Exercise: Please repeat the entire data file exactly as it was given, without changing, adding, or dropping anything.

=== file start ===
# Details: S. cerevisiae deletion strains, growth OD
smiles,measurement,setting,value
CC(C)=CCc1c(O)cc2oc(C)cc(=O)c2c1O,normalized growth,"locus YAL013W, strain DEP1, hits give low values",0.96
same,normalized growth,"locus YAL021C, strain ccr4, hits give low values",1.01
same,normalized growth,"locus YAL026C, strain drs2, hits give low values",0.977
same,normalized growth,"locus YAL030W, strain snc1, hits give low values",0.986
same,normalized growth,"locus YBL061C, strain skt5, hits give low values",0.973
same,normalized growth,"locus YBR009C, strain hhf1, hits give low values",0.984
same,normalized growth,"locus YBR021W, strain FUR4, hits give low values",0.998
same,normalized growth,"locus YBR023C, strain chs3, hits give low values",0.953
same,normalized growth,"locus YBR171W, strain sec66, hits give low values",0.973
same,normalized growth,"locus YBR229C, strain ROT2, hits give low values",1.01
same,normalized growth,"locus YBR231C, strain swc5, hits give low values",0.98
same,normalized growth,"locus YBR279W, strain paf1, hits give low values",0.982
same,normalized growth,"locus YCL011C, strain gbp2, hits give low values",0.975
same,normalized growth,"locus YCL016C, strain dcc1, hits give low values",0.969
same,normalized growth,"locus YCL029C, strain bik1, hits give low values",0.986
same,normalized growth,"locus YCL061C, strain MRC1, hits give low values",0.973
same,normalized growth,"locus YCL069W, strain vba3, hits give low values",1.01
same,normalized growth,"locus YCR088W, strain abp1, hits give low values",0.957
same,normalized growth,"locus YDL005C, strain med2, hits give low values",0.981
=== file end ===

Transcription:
# Details: S. cerevisiae deletion strains, growth OD
smiles,measurement,setting,value
CC(C)=CCc1c(O)cc2oc(C)cc(=O)c2c1O,normalized growth,"locus YAL013W, strain DEP1, hits give low values",0.96
same,normalized growth,"locus YAL021C, strain ccr4, hits give low values",1.01
same,normalized growth,"locus YAL026C, strain drs2, hits give low values",0.977
same,normalized growth,"locus YAL030W, strain snc1, hits give low values",0.986
same,normalized growth,"locus YBL061C, strain skt5, hits give low values",0.973
same,normalized growth,"locus YBR009C, strain hhf1, hits give low values",0.984
same,normalized growth,"locus YBR021W, strain FUR4, hits give low values",0.998
same,normalized growth,"locus YBR023C, strain chs3, hits give low values",0.953
same,normalized growth,"locus YBR171W, strain sec66, hits give low values",0.973
same,normalized growth,"locus YBR229C, strain ROT2, hits give low values",1.01
same,normalized growth,"locus YBR231C, strain swc5, hits give low values",0.98
same,normalized growth,"locus YBR279W, strain paf1, hits give low values",0.982
same,normalized growth,"locus YCL011C, strain gbp2, hits give low values",0.975
same,normalized growth,"locus YCL016C, strain dcc1, hits give low values",0.969
same,normalized growth,"locus YCL029C, strain bik1, hits give low values",0.986
same,normalized growth,"locus YCL061C, strain MRC1, hits give low values",0.973
same,normalized growth,"locus YCL069W, strain vba3, hits give low values",1.01
same,normalized growth,"locus YCR088W, strain abp1, hits give low values",0.957
same,normalized growth,"locus YDL005C, strain med2, hits give low values",0.981